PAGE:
Several Israelis were wounded over the last three nights when their vehicles were attacked by Palestinians and Israeli Arabs. Last night Palestinians threw firebombs at two Israeli buses travelling near Samuel's Tomb north of Jerusalem, injuring two yeshiva students. Two nights ago a firebomb was thrown at an Israeli bus as it passed the Israeli Arab village of Majd el Krum, en route to the Jewish town of Karmiel in the Galilee. Two passengers were wounded. Four passengers were hurt when a train was stoned by Arabs while passing through an Arab neighbourhood of the mixed Arab-Jewish town of Ramle, west of Modi'in. Two Israeli civilians were wounded by Palestinian rock throwers when their car was hit on the road to Beitar Illit south of Jerusalem. On Wednesday night a resident of Psagot was lightly wounded when bullets hit his car as Palestinians in the Palestinian-controlled town of El-Bireh opened fire on the Psagot access road. Last night two roadside bombs were detonated as a bus drove past on the tunnel road, south of Jerusalem. Fortunately the bus was empty, though the driver was lightly wounded. These are only a selection of the dozens of attacks which take place every night on Israeli vehicles travelling near Palestinian and some Israeli Arab areas. Thankfully most attacks miss their targets, while many Israelis manage to escape with "only" a rock-smashed windshield or a bullet-riddled car or bomb-damaged bus, but that doesn't make the sheer volume of attacks any less serious.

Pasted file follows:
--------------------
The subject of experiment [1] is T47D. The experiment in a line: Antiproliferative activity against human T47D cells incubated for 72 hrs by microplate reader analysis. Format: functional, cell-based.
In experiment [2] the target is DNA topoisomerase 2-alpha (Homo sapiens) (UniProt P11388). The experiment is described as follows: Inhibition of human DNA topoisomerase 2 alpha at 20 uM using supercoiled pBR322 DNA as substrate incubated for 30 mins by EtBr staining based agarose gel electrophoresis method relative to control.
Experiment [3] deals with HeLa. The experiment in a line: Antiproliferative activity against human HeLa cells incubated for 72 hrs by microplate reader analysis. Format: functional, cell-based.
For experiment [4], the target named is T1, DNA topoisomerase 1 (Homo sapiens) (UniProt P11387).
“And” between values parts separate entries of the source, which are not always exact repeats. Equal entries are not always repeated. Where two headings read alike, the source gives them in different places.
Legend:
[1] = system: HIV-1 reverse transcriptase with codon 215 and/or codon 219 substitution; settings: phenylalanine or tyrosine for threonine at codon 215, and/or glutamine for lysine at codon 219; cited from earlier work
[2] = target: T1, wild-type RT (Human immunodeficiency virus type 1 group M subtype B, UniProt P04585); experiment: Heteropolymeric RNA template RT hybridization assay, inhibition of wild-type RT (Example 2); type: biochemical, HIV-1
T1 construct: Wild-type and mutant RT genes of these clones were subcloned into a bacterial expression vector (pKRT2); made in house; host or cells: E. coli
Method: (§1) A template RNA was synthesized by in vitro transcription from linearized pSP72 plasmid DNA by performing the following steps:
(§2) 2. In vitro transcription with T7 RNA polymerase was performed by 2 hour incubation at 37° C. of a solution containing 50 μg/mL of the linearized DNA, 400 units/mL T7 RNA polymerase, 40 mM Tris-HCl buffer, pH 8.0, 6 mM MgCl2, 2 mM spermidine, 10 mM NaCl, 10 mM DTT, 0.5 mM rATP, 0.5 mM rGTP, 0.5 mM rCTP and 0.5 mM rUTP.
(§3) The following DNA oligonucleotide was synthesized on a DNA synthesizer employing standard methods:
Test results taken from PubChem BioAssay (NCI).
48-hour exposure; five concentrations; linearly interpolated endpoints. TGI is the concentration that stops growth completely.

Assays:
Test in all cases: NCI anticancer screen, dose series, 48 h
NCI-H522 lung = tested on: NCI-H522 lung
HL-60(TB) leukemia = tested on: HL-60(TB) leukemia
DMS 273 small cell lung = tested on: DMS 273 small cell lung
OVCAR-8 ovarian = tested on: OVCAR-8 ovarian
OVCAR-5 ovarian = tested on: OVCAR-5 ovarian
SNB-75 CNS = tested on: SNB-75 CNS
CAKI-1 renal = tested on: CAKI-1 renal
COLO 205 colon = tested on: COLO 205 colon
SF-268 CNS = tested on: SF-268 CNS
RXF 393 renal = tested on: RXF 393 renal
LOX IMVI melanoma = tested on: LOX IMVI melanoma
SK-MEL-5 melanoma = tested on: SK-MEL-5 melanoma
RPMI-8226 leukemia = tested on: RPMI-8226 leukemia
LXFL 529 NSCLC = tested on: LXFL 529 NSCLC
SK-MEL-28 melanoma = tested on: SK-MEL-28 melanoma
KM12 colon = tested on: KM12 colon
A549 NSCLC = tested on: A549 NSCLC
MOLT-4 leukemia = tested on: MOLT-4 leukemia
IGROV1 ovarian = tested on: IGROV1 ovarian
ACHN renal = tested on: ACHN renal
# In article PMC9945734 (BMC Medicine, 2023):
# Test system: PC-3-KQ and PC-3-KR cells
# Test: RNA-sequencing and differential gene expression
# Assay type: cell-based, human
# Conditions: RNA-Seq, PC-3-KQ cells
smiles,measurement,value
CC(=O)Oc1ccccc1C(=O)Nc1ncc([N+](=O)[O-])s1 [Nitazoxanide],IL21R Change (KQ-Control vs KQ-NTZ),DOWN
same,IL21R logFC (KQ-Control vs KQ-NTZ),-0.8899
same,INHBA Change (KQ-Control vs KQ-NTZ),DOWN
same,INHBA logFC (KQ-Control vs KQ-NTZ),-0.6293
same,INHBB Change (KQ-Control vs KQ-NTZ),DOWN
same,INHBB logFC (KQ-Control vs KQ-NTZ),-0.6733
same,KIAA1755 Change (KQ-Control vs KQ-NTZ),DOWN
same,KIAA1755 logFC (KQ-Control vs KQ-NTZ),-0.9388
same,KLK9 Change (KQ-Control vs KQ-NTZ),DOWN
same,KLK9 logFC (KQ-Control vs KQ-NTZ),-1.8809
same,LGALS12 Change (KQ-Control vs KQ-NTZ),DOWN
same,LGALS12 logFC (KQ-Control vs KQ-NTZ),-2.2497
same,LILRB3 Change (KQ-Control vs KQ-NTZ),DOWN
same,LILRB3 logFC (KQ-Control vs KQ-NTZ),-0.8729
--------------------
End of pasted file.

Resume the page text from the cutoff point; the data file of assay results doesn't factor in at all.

Over the last few days the Israeli army has succeeded in preventing several attacks and in capturing their perpetrators. For example, on Tuesday soldiers of the Golani brigade discovered a Palestinian terror cell planting a roadside bomb near the Kisufim crossing in Gaza. The other night Israeli soldiers managed to capture the Palestinian gunmen who have been firing upon Jewish vehicles near Kalkilya and Alfei Menashe. Israeli police have also arrested several Palestinians responsible for rock throwing and firebombings in the Shomron area, west of Nablus/Shekhem. Among those caught were a Palestinian police officer and a member of the Popular Front for the Liberation of Palestine, one of the more radical factions of the PLO.